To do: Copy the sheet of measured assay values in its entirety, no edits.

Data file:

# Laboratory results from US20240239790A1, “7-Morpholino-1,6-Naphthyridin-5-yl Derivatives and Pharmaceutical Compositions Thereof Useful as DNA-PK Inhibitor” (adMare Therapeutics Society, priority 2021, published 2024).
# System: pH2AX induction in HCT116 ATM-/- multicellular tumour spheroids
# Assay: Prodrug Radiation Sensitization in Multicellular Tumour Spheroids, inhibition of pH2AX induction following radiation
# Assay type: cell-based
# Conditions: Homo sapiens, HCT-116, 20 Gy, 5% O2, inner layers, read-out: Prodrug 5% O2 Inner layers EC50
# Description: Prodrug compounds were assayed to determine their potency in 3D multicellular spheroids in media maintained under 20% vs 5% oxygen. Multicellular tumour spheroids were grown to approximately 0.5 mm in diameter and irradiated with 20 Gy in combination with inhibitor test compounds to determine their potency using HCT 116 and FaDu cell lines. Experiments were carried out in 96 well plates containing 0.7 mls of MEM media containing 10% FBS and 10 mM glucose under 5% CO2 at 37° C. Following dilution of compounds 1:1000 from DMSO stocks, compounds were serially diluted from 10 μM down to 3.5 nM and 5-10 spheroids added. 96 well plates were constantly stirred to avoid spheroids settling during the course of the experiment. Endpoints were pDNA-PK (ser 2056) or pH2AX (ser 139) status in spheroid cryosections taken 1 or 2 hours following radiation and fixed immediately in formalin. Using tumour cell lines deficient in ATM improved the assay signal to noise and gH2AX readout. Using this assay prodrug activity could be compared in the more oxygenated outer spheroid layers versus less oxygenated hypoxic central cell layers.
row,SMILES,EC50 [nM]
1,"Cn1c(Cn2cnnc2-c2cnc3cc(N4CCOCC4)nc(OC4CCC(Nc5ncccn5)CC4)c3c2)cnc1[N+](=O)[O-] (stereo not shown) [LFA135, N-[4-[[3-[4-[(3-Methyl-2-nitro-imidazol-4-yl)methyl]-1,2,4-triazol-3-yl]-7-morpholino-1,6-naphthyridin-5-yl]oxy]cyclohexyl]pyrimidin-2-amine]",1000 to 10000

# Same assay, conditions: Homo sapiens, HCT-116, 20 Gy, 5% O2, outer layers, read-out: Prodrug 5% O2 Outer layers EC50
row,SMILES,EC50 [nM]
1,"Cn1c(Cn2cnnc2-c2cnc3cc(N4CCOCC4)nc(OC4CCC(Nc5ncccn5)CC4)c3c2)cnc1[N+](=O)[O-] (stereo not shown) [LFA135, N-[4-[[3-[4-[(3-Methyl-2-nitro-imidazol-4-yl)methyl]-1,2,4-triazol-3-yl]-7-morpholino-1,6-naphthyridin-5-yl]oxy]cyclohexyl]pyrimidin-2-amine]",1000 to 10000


# Laboratory results from US20240239790A1, “7-Morpholino-1,6-Naphthyridin-5-yl Derivatives and Pharmaceutical Compositions Thereof Useful as DNA-PK Inhibitor” (adMare Therapeutics Society, priority 2021, published 2024).
# System: pH2AX induction in HCT116 ATM-/- multicellular tumour spheroids
# Assay: Prodrug Radiation Sensitization in Multicellular Tumour Spheroids, inhibition of pH2AX induction following radiation
# Assay type: cell-based
# Conditions: Homo sapiens, HCT-116, 20 Gy, 5% O2, inner layers, read-out: Prodrug 5% O2 Inner layers EC50
# Description: Prodrug compounds were assayed to determine their potency in 3D multicellular spheroids in media maintained under 20% vs 5% oxygen. Multicellular tumour spheroids were grown to approximately 0.5 mm in diameter and irradiated with 20 Gy in combination with inhibitor test compounds to determine their potency using HCT 116 and FaDu cell lines. Experiments were carried out in 96 well plates containing 0.7 mls of MEM media containing 10% FBS and 10 mM glucose under 5% CO2 at 37° C. Following dilution of compounds 1:1000 from DMSO stocks, compounds were serially diluted from 10 μM down to 3.5 nM and 5-10 spheroids added. 96 well plates were constantly stirred to avoid spheroids settling during the course of the experiment. Endpoints were pDNA-PK (ser 2056) or pH2AX (ser 139) status in spheroid cryosections taken 1 or 2 hours following radiation and fixed immediately in formalin. Using tumour cell lines deficient in ATM improved the assay signal to noise and gH2AX readout. Using this assay prodrug activity could be compared in the more oxygenated outer spheroid layers versus less oxygenated hypoxic central cell layers.
row,SMILES,EC50 [nM]
1,"Cn1c(Cn2cnnc2-c2cnc3cc(N4CCOCC4)nc(OC4CCC(Nc5ncccn5)CC4)c3c2)cnc1[N+](=O)[O-] (stereo not shown) [LFA135, N-[4-[[3-[4-[(3-Methyl-2-nitro-imidazol-4-yl)methyl]-1,2,4-triazol-3-yl]-7-morpholino-1,6-naphthyridin-5-yl]oxy]cyclohexyl]pyrimidin-2-amine]",1000 to 10000

# Same assay, conditions: Homo sapiens, HCT-116, 20 Gy, 5% O2, outer layers, read-out: Prodrug 5% O2 Outer layers EC50
row,SMILES,EC50 [nM]
1,"Cn1c(Cn2cnnc2-c2cnc3cc(N4CCOCC4)nc(OC4CCC(Nc5ncccn5)CC4)c3c2)cnc1[N+](=O)[O-] (stereo not shown) [LFA135, N-[4-[[3-[4-[(3-Methyl-2-nitro-imidazol-4-yl)methyl]-1,2,4-triazol-3-yl]-7-morpholino-1,6-naphthyridin-5-yl]oxy]cyclohexyl]pyrimidin-2-amine]",1000 to 10000